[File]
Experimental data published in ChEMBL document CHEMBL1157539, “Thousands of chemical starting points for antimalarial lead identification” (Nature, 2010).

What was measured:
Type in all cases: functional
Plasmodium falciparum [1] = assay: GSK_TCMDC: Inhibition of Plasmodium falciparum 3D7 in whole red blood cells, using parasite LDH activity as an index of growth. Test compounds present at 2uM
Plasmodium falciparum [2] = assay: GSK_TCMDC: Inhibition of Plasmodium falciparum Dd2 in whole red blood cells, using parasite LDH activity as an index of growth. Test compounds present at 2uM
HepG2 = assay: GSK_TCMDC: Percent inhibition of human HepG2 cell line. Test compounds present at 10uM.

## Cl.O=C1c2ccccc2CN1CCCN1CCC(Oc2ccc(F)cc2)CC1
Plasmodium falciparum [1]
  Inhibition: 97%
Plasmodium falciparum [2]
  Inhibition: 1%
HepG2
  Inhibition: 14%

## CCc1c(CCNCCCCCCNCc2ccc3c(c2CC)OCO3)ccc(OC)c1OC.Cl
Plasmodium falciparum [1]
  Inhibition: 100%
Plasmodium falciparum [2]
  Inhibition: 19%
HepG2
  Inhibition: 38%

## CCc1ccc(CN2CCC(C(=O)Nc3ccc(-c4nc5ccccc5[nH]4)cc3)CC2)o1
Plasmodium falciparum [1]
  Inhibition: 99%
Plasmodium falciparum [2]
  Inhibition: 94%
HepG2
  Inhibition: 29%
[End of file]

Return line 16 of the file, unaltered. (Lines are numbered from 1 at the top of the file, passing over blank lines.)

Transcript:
  Inhibition: 100%